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Patient Educ Couns. 2013 Dec;93(3):403-10. doi: 10.1016/j.pec.2013.04.003. Epub 2013 May 4.

Exploring telemonitoring and self-management by patients with chronic obstructive pulmonary disease: a qualitative study embedded in a randomized controlled trial.

Author information

1
e-Health Research Group, Centre for Population Health Sciences, The University of Edinburgh, Edinburgh, UK.

Abstract

OBJECTIVE:

To explore patient and professional views on self-management in the context of telemonitoring in chronic obstructive pulmonary disease (COPD).

METHODS:

Semi-structured interviews with patients with COPD and healthcare professionals participating in a randomized controlled trial of telemonitoring in Lothian, Scotland, explored experiences of using telemonitoring, and dynamics in patient-practitioner relationships. Transcribed data were analyzed using the Framework approach.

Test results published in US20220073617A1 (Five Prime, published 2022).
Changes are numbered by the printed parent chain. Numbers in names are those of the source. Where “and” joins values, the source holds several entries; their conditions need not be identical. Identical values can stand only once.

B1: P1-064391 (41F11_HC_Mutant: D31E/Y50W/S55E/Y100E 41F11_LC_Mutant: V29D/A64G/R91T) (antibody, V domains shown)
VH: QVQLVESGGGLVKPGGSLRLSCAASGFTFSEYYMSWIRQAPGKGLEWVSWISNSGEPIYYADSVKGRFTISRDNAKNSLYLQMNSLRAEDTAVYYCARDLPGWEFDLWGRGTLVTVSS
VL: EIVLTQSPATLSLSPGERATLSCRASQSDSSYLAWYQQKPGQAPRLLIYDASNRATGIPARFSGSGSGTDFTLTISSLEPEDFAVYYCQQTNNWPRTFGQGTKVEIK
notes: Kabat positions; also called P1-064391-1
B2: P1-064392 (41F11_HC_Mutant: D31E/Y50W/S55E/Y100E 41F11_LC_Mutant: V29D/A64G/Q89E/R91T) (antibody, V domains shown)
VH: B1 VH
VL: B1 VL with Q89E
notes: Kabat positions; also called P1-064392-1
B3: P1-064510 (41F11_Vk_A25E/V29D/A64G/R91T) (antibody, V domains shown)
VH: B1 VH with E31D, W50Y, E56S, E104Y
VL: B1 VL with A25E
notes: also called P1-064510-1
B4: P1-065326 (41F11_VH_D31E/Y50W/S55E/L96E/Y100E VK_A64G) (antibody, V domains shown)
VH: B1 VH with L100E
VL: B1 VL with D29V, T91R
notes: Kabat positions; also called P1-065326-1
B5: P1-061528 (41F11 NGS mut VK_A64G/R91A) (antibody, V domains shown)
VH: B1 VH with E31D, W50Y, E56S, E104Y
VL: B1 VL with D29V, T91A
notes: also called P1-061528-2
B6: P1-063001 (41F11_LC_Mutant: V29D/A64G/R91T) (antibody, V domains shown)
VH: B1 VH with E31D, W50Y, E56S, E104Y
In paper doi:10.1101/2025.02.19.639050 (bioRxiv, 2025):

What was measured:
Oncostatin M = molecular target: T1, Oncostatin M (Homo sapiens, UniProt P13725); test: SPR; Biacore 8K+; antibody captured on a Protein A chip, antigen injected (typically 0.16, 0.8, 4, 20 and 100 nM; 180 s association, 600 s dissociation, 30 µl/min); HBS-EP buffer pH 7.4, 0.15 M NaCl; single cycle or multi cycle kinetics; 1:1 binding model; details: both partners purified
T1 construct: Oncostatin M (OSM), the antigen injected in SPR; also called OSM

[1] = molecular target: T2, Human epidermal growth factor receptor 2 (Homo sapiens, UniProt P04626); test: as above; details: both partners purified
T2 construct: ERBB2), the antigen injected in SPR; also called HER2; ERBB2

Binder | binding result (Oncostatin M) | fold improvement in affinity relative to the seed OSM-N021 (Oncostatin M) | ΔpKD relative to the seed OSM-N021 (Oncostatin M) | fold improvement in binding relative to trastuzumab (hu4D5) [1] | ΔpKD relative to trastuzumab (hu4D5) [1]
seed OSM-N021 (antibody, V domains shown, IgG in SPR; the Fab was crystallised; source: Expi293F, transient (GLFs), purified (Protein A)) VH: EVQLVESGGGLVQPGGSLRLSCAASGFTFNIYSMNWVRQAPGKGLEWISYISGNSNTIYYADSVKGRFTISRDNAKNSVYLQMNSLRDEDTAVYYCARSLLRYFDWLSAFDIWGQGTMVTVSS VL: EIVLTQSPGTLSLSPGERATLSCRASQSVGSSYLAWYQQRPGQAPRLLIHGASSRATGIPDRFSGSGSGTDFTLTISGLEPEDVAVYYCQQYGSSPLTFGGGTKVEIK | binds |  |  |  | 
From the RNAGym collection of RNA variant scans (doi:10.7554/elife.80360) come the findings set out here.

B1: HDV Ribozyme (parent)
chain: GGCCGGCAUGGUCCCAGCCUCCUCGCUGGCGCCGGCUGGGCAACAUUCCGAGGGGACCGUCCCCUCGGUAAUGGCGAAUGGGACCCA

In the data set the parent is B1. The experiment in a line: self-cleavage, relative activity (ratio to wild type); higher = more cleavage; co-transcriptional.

RESULTS:

38 patients (mean age 67.5 years) and 32 professionals provided 70 interviews. Patients considered that telemonitoring empowered self-management by enhancing their understanding of COPD and providing additional justification for their decisions to adjust treatment or seek professional advice. Professionals discussed telemonitoring as promoting compliance with medical advice and encouraged patients to exercise personal responsibility within clinical parameters, but expressed concerns about promoting the sick role and creating dependence on telemonitoring.

CONCLUSION:

Telemonitoring assisted many patients to embrace greater responsibility for their health but the model of service provision remained clinician-centered. A medical model of 'compliant self-management' may paradoxically have promoted dependence on professionals.

PRACTICE IMPLICATIONS:

Patients and professionals shared responsibility for meeting the central objective of prompt management of exacerbations of COPD. Care is needed, however, to minimize the risk in some patients, of telemonitoring increasing dependence on practitioner support.

KEYWORDS:

COPD; Primary health care; Qualitative research; Self-management; Telemonitoring

PMID:
23647981
DOI:
10.1016/j.pec.2013.04.003
[Indexed for MEDLINE]

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